Except that the book’s climax is when Higgs talks about the Festival Hall event I discussed above. He talks about how the event actually inspired Drummond to read the whole of Illuminatus! for the first time, and how Drummond (who had used tons of ideas and images from the first 138 pages of the book, which is all he’d previously read, in his work) was shocked to find that most of his life seemed to be in there in some way. Higgs then goes on to say:

I had written 90% of this book before I finally got round to reading Illuminatus! myself, despite having a copy on my shelf for twenty years. Upon reading it, I was startled to discover that it contained a number of subjects which I had already been writing about, unaware of their inclusion in Illuminatus! and unsure if I could justify their inclusion in this book. I had written about usury unaware that the founding reason for The JAMs was to destroy usury, and I had written about Lucifer unaware that a Satanic mass was the initiation into The JAMs. I had noted the surprising number of paedophiles in this story whilst unaware of the character of Padre Pederastia. Such is the way with this particular novel. Reading it almost seems superfluous; it is possible to be swept along just by the idea of it. It is a novel that is perfectly content to sit on a shelf for decades waiting for you to be ready for it.

And this is the thing about the book. Its conclusion is, to me, the stuff that I’ve been thinking about and discussing and writing about for my whole adult life (I read Illuminatus! when I was 18, and have more than a passing interest in most of the subjects mentioned in the book). It’s a book that goes from a premise that I know little about to a conclusion that is familiar, solid ground to me. And the parts that I found most interesting were the parts where Higgs talks about the KLF themselves, precisely because that was the least familiar part of the net of ideas he was talking about. Higgs is mapping out an area in IdeaSpace, but it’s a map that takes this reader from Fairyland to his own front room.

I doubt it would have that effect, though, on anyone without my own precise set of obsessions. Unless you’ve basically read the exact same books and comics I read between, roughly, the ages of 18 and 26, and you’re also a big fan of David Whitaker’s Doctor Who work, the parts that seemed familiar to me will seem unfamiliar to you, while if you pay any attention to pop culture at all the parts that seemed unfamiliar to me will be old news to you.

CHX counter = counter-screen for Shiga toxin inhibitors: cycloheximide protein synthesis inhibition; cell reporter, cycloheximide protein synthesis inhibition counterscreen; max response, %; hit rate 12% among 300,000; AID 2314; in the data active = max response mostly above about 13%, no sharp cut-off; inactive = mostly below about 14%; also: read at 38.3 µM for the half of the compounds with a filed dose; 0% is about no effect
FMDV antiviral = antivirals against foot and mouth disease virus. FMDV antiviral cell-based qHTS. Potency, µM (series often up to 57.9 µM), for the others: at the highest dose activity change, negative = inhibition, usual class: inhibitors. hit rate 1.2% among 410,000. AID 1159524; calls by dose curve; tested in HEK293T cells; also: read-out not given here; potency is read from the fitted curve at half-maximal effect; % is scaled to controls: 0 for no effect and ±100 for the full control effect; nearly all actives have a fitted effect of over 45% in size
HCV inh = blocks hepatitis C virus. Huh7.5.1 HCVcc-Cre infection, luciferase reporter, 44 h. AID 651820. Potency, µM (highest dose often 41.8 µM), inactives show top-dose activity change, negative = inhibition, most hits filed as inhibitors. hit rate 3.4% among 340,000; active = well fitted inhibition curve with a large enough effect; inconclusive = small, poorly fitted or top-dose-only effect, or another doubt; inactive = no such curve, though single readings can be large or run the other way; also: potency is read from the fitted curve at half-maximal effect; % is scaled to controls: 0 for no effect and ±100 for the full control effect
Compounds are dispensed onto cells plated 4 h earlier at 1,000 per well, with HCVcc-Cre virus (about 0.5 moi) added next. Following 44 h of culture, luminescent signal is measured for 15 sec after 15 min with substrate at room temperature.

So…I can recommend Higgs’ book unreservedly to anyone reading this, but I can’t say you’ll be reading the same book I am.

But what does this have to do with Promethea, again?

Well, Higgs’ book is basically a map of a mental landscape, but a rather odd one — he’s trying to give an impression of why Bill Drummond thinks the way he does, by writing enough about Higgs’ own obsessions. It is, if you like, a map of the border between Higgs’ area of Ideaspace and Drummond’s.

About six months ago, Plok, of the blog A Trout In The Milk, was visiting us and practically ordered Holistic Tendancies to write a book on Promethea, because he wanted to hear what she had to say about it. However, she was unsure about this, because she’s never written anything longer than a couple of thousand words before, and doesn’t believe me when I tell her that if you write the material, it structures itself and practically writes itself. I had to take a break from writing my previous book about comics, An Incomprehensible Condition, because I was seeing patterns relating to the subject everywhere, and had to get back into a more rational frame of mind — that’s the extent to which this kind of subject writes itself. But Holistic Tendancies is unsure, so she’s asked me to help her. She wants to write the book with me, and I’m in charge of structure.

So what we’re going to do is, we’re going to write ten more essays. Some of them will be on my blog, and some will be on Mindless Ones. You can follow either blog and not miss out, because we’re going to do this in a Choose Your Own Adventure style.